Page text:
cover image At Certain Points We Touch

At Certain Points We Touch

Lauren John Joseph. Bloomsbury, $26 (384p) ISBN 978-1-5266-3130-5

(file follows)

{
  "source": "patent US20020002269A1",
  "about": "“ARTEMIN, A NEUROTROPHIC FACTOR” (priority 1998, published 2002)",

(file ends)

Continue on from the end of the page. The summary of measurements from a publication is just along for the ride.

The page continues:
Joseph’s middling debut about memory and toxic relationships shows flashes of brilliance, but ends up feeling overwrought and overlong. The unnamed narrator, a transfemme writer from Lancashire, England, realizes it’s the birthday of their deceased lover, Thomas James, and suddenly gets the urge to write about themself and their immensely unhealthy relationship with the enigmatic Thomas. The story spans a decade and several continents, as the narrator moves between London, San Francisco, and New York City. Interspersed are a vast array of friends made at parties, most importantly Adam, who eventually winds up in a toxic love triangle with the narrator and Thomas. The narrator constantly tries their best to rid themself of Thomas’s manipulative ways, but to no avail. A death impacts the final act, as the ensemble cast tries to pick up the pieces afterward. The author certainly has chops, as evidenced by the narrator’s sharp musings on the futility of existence (“all of these gestures we make, all of these cave paintings are just ways of killing a few hours before bed”), but the plot meanders and drags to the point of incoherence. This one needs a sharper focus to give its inspired moments their due. (Dec.)